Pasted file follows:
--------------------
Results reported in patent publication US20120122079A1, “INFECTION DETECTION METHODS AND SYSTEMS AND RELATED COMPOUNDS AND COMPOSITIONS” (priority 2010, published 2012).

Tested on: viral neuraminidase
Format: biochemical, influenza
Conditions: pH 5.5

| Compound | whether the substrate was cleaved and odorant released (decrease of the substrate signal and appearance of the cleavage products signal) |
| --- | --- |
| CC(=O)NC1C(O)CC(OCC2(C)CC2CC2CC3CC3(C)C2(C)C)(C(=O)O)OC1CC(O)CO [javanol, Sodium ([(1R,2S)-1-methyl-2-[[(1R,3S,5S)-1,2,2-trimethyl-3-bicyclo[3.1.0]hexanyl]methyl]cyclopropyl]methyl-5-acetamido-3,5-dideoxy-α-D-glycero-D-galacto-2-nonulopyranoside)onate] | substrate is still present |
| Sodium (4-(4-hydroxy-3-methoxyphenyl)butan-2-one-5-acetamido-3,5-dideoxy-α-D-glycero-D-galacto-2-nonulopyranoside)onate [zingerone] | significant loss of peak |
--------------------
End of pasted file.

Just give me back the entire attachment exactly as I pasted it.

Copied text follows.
Results reported in patent publication US20120122079A1, “INFECTION DETECTION METHODS AND SYSTEMS AND RELATED COMPOUNDS AND COMPOSITIONS” (priority 2010, published 2012).

Tested on: viral neuraminidase
Format: biochemical, influenza
Conditions: pH 5.5

| Compound | whether the substrate was cleaved and odorant released (decrease of the substrate signal and appearance of the cleavage products signal) |
| --- | --- |
| CC(=O)NC1C(O)CC(OCC2(C)CC2CC2CC3CC3(C)C2(C)C)(C(=O)O)OC1CC(O)CO [javanol, Sodium ([(1R,2S)-1-methyl-2-[[(1R,3S,5S)-1,2,2-trimethyl-3-bicyclo[3.1.0]hexanyl]methyl]cyclopropyl]methyl-5-acetamido-3,5-dideoxy-α-D-glycero-D-galacto-2-nonulopyranoside)onate] | substrate is still present |
| Sodium (4-(4-hydroxy-3-methoxyphenyl)butan-2-one-5-acetamido-3,5-dideoxy-α-D-glycero-D-galacto-2-nonulopyranoside)onate [zingerone] | significant loss of peak |